Theaters in the Roman Empire

0 / 5. 0

Theaters in the Roman Empire

Category: Article Review

Subcategory: Classic English Literature

Level: College

Pages: 1

Words: 275

Instructor’s name:
Theaters in the Roman Empire Critical Review
The article, authored by Mary T. Boatwright discusses how important theaters were to the Romans. Theatres served as both religious and secular structures and “were an important means of disseminating Roman culture and ideas” (Pg.185).They were viewed as important to any self-respecting city. The theaters were used for both political and social reasons. Boatwright in her article states that most of the events held in the theaters were sponsored by the Roman emperor, province governor, or other imperial dignitaries. More importantly the events were sponsored by local notables, civic organizations and private groups (Pg.185).She does not, however, give supporting evidence to verify this and hence this might seem incredible to some.
The theater was open to members of the public free of charge but even though all were allowed to sit and watch “there were legal regulations and inscriptions” (pg.185) according to these there was a clear seating system that marginalized the poor and disadvantaged in the community. The most privileged in the society were the only ones allowed to sit up front. These were followed by equestrians up to the top rows where the lowliest in the society could stand. Boatwright does not cite her evidence to support this; hence it is hard to determine whether it is correct information or not.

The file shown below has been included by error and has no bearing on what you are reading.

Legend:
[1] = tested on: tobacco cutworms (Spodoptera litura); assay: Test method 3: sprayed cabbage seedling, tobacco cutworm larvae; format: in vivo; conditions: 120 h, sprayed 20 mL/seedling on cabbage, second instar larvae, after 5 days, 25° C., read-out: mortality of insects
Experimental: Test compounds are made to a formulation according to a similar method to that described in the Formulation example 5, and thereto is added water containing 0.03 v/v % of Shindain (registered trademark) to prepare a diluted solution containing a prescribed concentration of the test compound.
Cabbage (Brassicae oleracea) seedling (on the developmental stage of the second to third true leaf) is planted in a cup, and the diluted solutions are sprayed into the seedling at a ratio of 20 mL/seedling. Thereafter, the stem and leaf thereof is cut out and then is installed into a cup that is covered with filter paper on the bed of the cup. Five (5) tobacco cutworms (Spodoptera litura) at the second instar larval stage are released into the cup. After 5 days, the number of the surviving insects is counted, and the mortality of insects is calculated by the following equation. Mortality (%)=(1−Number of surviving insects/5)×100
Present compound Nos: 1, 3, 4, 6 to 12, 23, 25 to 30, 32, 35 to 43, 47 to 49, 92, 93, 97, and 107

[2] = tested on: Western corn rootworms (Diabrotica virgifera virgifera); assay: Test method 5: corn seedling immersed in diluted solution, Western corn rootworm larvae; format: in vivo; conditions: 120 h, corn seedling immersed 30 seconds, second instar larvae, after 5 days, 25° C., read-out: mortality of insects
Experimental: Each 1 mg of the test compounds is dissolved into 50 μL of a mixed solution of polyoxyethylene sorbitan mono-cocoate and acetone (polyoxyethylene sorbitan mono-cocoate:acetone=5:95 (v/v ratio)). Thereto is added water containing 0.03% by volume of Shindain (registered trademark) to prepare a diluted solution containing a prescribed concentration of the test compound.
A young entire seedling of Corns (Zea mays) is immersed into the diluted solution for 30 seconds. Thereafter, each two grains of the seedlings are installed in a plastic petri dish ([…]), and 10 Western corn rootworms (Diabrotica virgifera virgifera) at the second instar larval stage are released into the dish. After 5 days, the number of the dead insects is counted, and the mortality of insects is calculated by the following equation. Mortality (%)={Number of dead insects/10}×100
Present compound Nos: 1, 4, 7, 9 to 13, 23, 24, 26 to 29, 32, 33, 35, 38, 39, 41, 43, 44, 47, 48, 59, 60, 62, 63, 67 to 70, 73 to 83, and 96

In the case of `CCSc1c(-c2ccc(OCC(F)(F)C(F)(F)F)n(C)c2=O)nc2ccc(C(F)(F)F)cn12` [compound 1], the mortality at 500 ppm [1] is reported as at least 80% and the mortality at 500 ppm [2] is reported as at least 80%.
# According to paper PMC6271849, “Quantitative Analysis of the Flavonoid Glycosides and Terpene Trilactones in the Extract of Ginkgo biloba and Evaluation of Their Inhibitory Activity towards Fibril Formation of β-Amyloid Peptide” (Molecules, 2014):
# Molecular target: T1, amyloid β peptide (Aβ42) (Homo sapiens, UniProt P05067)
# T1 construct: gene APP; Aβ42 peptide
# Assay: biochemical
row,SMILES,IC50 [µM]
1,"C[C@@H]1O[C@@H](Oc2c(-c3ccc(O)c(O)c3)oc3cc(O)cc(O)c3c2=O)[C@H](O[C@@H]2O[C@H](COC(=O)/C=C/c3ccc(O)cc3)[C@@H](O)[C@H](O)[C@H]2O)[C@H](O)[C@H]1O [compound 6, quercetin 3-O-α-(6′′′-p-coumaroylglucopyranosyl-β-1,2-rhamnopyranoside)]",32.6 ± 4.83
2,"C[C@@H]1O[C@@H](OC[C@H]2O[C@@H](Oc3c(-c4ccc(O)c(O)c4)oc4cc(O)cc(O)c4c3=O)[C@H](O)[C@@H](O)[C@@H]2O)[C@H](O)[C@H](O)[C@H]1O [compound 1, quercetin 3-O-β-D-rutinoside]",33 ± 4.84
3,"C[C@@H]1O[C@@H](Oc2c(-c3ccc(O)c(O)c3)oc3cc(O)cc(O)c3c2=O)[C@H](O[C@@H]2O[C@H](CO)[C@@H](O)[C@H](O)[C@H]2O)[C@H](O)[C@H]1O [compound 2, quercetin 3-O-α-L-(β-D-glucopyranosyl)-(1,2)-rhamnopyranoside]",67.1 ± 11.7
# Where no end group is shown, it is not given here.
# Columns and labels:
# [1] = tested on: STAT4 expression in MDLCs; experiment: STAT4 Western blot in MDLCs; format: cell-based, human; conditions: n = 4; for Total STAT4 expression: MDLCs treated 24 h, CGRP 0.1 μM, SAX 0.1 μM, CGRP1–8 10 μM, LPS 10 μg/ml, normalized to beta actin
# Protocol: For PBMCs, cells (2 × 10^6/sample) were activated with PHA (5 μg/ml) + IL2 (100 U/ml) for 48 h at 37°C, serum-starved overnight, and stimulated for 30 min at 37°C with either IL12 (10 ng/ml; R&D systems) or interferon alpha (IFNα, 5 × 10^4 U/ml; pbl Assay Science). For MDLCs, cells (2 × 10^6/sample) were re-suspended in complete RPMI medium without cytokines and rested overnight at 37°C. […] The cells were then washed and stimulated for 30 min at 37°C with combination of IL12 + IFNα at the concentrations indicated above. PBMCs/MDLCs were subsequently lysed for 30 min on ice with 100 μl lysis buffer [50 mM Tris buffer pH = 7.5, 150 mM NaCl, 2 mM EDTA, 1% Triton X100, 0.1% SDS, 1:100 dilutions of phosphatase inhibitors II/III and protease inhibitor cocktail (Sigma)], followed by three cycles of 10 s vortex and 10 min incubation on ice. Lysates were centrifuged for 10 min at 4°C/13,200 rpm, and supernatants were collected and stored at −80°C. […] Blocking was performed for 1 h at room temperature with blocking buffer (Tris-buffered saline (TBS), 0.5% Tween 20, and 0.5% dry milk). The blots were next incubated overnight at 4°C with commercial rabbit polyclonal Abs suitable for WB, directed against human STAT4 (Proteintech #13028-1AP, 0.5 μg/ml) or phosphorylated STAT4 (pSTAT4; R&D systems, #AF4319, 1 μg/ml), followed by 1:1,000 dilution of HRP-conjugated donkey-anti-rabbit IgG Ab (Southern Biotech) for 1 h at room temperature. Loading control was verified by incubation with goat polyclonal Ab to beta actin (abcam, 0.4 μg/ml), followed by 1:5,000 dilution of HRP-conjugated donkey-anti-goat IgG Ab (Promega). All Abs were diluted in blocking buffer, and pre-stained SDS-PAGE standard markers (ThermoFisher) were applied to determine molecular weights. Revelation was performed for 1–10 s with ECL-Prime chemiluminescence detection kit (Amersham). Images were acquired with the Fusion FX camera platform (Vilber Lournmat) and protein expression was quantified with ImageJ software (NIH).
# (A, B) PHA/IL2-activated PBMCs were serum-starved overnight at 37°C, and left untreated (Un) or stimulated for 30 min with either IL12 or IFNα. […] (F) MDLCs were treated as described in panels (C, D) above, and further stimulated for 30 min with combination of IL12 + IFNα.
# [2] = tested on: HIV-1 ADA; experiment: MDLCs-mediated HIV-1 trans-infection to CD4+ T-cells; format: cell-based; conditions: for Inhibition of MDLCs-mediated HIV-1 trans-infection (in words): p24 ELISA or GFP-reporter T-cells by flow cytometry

Boatwright goes ahead to compare the designs of the Roman theaters to those of the Greek. The Greek theaters were mostly built on a hillside to enable the cutting of seats’ sloping bank from the rock. The Roman theaters in contrast were built on level ground through constructing massive sub-structures. Corridors were also available which facilitated ‘faster and more organized access to seats.”(pg.185)
The close relationship between theaters and religion alienated some spectators mostly Jews who viewed the theatrical shows as a “source of religious pollution and a frivolous waste of time.”(pg.191)
The journal is easy for one to understand. Most of the information is supported by evidence from further citations in the form of picture or writings, and although some information is not cited, the article provides conclusive information.
Boatwright, Mary T. ‘Theaters In The Roman Empire’. The Biblical Archaeologist 53.4 (1990): 184. Web.